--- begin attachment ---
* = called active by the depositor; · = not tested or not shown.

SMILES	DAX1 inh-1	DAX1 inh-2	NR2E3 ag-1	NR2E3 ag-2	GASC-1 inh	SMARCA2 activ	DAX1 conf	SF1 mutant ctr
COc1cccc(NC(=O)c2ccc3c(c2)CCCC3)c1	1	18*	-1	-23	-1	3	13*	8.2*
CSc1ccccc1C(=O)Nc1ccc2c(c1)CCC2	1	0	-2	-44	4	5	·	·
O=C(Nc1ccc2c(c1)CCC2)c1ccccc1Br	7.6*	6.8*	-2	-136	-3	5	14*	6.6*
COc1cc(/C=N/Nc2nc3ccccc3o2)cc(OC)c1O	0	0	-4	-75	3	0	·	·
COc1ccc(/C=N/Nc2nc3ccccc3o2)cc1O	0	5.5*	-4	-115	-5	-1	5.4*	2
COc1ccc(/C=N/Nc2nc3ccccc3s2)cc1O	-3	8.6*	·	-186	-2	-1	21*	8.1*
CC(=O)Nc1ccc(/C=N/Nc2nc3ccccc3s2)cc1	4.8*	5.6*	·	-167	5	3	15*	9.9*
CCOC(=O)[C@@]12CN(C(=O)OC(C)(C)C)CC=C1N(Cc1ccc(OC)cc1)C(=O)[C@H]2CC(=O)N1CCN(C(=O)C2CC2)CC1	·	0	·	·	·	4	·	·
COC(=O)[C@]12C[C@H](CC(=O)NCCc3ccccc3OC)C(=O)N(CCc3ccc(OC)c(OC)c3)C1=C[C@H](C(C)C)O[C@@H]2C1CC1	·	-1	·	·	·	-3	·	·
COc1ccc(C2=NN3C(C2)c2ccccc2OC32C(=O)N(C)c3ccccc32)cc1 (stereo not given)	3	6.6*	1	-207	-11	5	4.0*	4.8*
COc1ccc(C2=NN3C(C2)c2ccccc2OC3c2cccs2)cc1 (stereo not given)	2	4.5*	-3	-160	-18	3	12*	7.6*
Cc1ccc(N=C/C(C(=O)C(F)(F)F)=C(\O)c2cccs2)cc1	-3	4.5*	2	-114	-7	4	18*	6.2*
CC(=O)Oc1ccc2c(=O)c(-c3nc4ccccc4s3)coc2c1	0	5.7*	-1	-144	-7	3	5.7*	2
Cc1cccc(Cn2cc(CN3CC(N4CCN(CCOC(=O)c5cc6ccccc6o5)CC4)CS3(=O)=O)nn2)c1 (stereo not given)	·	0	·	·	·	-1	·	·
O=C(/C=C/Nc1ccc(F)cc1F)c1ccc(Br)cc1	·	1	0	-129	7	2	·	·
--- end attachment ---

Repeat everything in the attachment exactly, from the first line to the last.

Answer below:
* = called active by the depositor; · = not tested or not shown.

SMILES	DAX1 inh-1	DAX1 inh-2	NR2E3 ag-1	NR2E3 ag-2	GASC-1 inh	SMARCA2 activ	DAX1 conf	SF1 mutant ctr
COc1cccc(NC(=O)c2ccc3c(c2)CCCC3)c1	1	18*	-1	-23	-1	3	13*	8.2*
CSc1ccccc1C(=O)Nc1ccc2c(c1)CCC2	1	0	-2	-44	4	5	·	·
O=C(Nc1ccc2c(c1)CCC2)c1ccccc1Br	7.6*	6.8*	-2	-136	-3	5	14*	6.6*
COc1cc(/C=N/Nc2nc3ccccc3o2)cc(OC)c1O	0	0	-4	-75	3	0	·	·
COc1ccc(/C=N/Nc2nc3ccccc3o2)cc1O	0	5.5*	-4	-115	-5	-1	5.4*	2
COc1ccc(/C=N/Nc2nc3ccccc3s2)cc1O	-3	8.6*	·	-186	-2	-1	21*	8.1*
CC(=O)Nc1ccc(/C=N/Nc2nc3ccccc3s2)cc1	4.8*	5.6*	·	-167	5	3	15*	9.9*
CCOC(=O)[C@@]12CN(C(=O)OC(C)(C)C)CC=C1N(Cc1ccc(OC)cc1)C(=O)[C@H]2CC(=O)N1CCN(C(=O)C2CC2)CC1	·	0	·	·	·	4	·	·
COC(=O)[C@]12C[C@H](CC(=O)NCCc3ccccc3OC)C(=O)N(CCc3ccc(OC)c(OC)c3)C1=C[C@H](C(C)C)O[C@@H]2C1CC1	·	-1	·	·	·	-3	·	·
COc1ccc(C2=NN3C(C2)c2ccccc2OC32C(=O)N(C)c3ccccc32)cc1 (stereo not given)	3	6.6*	1	-207	-11	5	4.0*	4.8*
COc1ccc(C2=NN3C(C2)c2ccccc2OC3c2cccs2)cc1 (stereo not given)	2	4.5*	-3	-160	-18	3	12*	7.6*
Cc1ccc(N=C/C(C(=O)C(F)(F)F)=C(\O)c2cccs2)cc1	-3	4.5*	2	-114	-7	4	18*	6.2*
CC(=O)Oc1ccc2c(=O)c(-c3nc4ccccc4s3)coc2c1	0	5.7*	-1	-144	-7	3	5.7*	2
Cc1cccc(Cn2cc(CN3CC(N4CCN(CCOC(=O)c5cc6ccccc6o5)CC4)CS3(=O)=O)nn2)c1 (stereo not given)	·	0	·	·	·	-1	·	·
O=C(/C=C/Nc1ccc(F)cc1F)c1ccc(Br)cc1	·	1	0	-129	7	2	·	·